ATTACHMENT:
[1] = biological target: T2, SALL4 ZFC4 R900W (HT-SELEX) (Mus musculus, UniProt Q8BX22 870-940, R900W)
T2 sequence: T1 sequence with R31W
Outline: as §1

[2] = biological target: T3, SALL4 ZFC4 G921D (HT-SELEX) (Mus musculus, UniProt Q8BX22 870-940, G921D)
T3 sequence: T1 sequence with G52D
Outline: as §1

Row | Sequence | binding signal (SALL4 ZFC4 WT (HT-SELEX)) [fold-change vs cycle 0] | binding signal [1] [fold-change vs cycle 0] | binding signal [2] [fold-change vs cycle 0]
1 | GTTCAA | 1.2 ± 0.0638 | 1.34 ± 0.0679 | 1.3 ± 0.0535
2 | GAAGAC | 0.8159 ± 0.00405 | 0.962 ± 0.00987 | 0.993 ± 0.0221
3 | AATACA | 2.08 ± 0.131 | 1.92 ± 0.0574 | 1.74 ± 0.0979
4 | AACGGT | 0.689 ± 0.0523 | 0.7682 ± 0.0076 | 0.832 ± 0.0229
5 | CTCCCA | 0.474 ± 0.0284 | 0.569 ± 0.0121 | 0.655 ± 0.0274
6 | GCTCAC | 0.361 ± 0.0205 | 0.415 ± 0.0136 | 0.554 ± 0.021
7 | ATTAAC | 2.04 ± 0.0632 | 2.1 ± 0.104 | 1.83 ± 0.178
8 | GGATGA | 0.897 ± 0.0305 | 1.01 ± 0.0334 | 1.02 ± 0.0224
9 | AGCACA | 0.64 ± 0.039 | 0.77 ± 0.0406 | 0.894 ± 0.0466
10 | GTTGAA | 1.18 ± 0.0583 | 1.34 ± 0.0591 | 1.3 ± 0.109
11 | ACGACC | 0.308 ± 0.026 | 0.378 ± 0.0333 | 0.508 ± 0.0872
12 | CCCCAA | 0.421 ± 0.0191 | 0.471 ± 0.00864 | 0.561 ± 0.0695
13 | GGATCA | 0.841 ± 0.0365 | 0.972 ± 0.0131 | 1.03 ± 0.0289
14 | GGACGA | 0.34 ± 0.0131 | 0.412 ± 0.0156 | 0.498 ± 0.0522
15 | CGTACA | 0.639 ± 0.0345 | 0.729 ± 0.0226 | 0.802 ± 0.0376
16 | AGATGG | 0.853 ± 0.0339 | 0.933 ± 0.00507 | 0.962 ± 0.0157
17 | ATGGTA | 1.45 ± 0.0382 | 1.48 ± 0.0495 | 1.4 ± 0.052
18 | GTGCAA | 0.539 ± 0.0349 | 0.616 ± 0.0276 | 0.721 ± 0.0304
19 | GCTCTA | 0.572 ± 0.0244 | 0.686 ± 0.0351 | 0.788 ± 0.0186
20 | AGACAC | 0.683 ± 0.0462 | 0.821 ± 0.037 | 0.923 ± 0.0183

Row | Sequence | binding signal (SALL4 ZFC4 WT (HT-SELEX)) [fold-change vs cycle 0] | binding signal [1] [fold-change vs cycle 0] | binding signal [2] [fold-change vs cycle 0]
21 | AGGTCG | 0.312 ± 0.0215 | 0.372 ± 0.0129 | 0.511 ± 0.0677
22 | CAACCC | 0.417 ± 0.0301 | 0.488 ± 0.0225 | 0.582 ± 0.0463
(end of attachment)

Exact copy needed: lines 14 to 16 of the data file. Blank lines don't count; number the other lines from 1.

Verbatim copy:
7 | ATTAAC | 2.04 ± 0.0632 | 2.1 ± 0.104 | 1.83 ± 0.178
8 | GGATGA | 0.897 ± 0.0305 | 1.01 ± 0.0334 | 1.02 ± 0.0224
9 | AGCACA | 0.64 ± 0.039 | 0.77 ± 0.0406 | 0.894 ± 0.0466